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Organ Lessons: The Pancreas

It's time to take some organ lessons, but not the musical kind. I'm going to teach you about your internal organs, starting with the pancreas.

November is National Pancreatic Cancer Awareness Month, devoted to educating people about the disease that took the life of Patrick Swayze earlier this year. If you're like most people, you probably don't know exactly what the pancreas does, so read on to learn more.

  • Where is the pancreas?
    This organ is located behind the liver and the stomach.
  • What is the pancreas?
    The pancreas is a tapered gland about six inches long.
  • What does the pancreas do?
    The pancreas performs both digestive and endocrine functions. For digestion, the gland secretes enzymes into the small intestine, which help us break down fat, protein, and carbs. In its endocrine duties, the pancreas produces insulin and glucagon, the hormones that lower and raise blood-sugar levels.
  • What can go wrong with the pancreas?
    Diabetes (both type 1 and type 2) occurs when the pancreas does not make enough insulin to regulate blood sugar. Swelling or inflammation of the pancreas is called acute pancreatitis and could be caused by alcohol use or gallbladder problems, among other things. More serious is pancreatic cancer, which is the fourth leading cause of cancer death in the US. Though anyone can get pancreatic cancer, some risk factors can increase the chances of getting this disease. Learn how to recognize the symptoms.

If you've never had a pancreatic problem, you probably haven't given this organ much thought. Have you or anyone you know ever suffered from any pancreatic ailments?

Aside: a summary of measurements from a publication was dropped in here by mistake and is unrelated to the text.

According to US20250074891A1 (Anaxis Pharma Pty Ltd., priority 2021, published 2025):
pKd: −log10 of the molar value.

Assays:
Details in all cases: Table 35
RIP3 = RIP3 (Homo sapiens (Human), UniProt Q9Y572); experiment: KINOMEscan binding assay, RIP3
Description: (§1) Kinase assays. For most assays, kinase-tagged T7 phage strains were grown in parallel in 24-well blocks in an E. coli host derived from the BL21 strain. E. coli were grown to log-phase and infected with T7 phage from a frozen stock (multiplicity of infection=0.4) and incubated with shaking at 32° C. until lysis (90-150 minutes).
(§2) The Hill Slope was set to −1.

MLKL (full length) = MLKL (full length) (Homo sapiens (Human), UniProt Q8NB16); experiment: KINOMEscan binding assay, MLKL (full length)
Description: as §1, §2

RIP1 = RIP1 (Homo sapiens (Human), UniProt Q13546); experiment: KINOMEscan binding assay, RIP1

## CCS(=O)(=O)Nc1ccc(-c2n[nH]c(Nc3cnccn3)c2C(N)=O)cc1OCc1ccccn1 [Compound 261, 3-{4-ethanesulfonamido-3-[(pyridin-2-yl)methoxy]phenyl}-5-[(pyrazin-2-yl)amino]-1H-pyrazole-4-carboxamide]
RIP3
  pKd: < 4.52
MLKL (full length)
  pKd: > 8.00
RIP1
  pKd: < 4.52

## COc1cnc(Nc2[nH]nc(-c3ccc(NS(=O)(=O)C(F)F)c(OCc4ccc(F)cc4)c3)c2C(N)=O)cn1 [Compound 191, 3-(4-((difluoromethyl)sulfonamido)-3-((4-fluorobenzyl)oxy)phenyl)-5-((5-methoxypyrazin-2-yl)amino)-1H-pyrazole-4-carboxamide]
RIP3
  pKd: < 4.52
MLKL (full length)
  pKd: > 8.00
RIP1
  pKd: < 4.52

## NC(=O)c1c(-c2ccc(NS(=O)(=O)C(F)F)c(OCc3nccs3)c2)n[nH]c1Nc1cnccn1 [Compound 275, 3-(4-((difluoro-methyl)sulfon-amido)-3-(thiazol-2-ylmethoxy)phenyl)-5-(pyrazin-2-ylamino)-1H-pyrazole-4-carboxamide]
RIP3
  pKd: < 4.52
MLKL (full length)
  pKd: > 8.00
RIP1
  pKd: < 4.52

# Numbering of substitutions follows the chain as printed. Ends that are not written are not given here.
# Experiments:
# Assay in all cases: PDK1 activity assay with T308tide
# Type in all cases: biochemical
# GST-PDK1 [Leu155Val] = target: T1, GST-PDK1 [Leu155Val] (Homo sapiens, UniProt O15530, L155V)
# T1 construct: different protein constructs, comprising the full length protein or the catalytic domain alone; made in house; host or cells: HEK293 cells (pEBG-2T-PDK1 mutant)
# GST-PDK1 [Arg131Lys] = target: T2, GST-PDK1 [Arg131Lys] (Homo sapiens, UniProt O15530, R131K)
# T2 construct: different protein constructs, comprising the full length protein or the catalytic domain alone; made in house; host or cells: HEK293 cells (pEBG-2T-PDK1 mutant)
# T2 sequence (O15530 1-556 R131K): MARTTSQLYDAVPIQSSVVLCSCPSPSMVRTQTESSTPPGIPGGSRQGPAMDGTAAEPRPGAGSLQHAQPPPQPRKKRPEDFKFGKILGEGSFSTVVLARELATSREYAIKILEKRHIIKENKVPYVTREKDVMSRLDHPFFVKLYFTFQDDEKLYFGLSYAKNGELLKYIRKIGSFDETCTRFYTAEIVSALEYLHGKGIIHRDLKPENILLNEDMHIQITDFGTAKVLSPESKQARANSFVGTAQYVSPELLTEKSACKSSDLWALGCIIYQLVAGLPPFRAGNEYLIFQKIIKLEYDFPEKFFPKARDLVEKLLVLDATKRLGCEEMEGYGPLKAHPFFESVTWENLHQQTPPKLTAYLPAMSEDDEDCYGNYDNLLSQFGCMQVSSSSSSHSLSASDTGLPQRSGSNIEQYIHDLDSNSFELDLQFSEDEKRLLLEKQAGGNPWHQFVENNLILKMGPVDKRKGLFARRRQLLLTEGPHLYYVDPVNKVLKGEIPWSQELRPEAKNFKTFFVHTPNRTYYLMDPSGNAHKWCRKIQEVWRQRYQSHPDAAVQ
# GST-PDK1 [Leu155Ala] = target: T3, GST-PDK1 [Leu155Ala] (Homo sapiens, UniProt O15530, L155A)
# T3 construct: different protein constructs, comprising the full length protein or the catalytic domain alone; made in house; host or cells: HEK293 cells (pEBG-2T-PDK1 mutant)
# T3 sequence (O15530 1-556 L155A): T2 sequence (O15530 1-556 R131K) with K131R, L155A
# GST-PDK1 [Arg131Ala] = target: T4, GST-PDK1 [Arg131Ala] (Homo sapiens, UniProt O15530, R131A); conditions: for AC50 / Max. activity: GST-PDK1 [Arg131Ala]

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schonefrauen schonefrauen 6 years
I have hypoglycemia, so its a nightmare first because you need to establish a routine of what eat and not. But know I feel so right!
NurseKimberly NurseKimberly 6 years
The pancreas was first identified by Herophilus (335-280 BC), a Greek anatomist and surgeon. Only a few hundred years later, Ruphos, another Greek anatomist, gave the pancreas its name. The term "pancreas" is derived from the Greek πᾶν ("all", "whole"), and κρέας ("flesh"). Pancreatic cancer has claimed the lives of several famous people. • Count Basie, composer • Cardinal Joseph Bernardin • Ty Cobb, baseball Hall of Famer • Joan Crawford, actress • Michael Crichton, author • Dizzy Gillespie, musician and bandleader • Fred Gwynne, actor • Michael Landon, actor • Henry Mancini, composer • Randy Pausch, college professor (delivered his now-famous last lecture in 2007 at Carnegie Mellon University) • Luciano Pavarotti, opera singer • Sidney Pollack, actor and director • Donna Reed, actress • Gene Upshaw, football Hall of Famer • Dennis Weaver, actor The following people have been diagnosed with pancreatic cancer this year: • NCAA President Myles Brand (diagnosed in January). • Ruth Bader Ginsburg, Supreme Court Justice (diagnosed in January). • Chuck Daly, former Detroit Pistons coach (announced in March). • Don Hewitt, "60 Minutes" creator (announced in March).